Use of dental practices for the identification of adults with undiagnosed type 2 Diabetes mellitus or non-diabetic hyperglycaemia: a systematic review

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Aim: Type 2 diabetes is a growing global challenge. Evidence exists demonstrating the use of primary care (non‐hospital based) dental practices to identify, through risk assessments, those who may be at increased risk of type 2 diabetes or who may already unknowingly have the condition. This review aimed to synthesize evidence associated with the use of primary care dental services for the identification of undiagnosed non‐diabetic hyperglycaemia or type 2 diabetes in adults, with particular focus on the pick‐up rate of new cases.

Method: Electronic databases were searched for studies reporting the identification of non‐diabetic hyperglycaemia/type 2 diabetes in primary care dental settings. Returned articles were screened and two independent reviewers completed the data‐extraction process. A descriptive synthesis of the included articles was undertaken due to the heterogeneity of the literature returned.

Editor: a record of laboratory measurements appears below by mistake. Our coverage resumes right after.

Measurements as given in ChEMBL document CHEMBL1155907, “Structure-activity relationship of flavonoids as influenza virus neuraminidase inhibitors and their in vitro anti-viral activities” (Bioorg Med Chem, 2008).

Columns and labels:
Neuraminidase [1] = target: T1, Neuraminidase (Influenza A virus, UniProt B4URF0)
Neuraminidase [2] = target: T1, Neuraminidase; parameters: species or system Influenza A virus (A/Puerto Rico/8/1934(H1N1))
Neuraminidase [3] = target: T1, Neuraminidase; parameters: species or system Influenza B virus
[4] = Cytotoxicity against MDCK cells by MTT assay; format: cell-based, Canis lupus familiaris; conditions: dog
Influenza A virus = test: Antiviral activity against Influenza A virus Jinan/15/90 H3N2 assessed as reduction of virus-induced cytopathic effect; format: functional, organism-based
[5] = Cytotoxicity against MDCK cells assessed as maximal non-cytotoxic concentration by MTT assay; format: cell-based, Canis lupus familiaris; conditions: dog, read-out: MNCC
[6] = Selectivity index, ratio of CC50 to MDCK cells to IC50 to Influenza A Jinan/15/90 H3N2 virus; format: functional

Results: Nine studies were identified, the majority of which utilized a two‐stage risk‐assessment process with risk score followed by a point‐of‐care capillary blood test. The main barriers cited were cost, lack of adequate insurance cover and people having previously been tested elsewhere. The pick‐up rate of new cases of type 2 diabetes and non‐diabetic hyperglycaemia varied greatly between studies, ranging from 1.7% to 24% for type 2 diabetes and from 23% to 45% for non‐diabetic hyperglycaemia, where reported.

Conclusion: This review demonstrates that although it appears there may be benefit in using the dental workforce to identify undiagnosed cases of non‐diabetic hyperglycaemia and type 2 diabetes, further high‐quality research in the field is required assessing both the clinical and cost effectiveness of such practice. (Prospero Registration ID: PROSPERO 2018 CRD42018098750).


Original languageEnglish
JournalDiabetic Medicine
Early online date19 May 2020
Publication statusE-pub ahead of print - 19 May 2020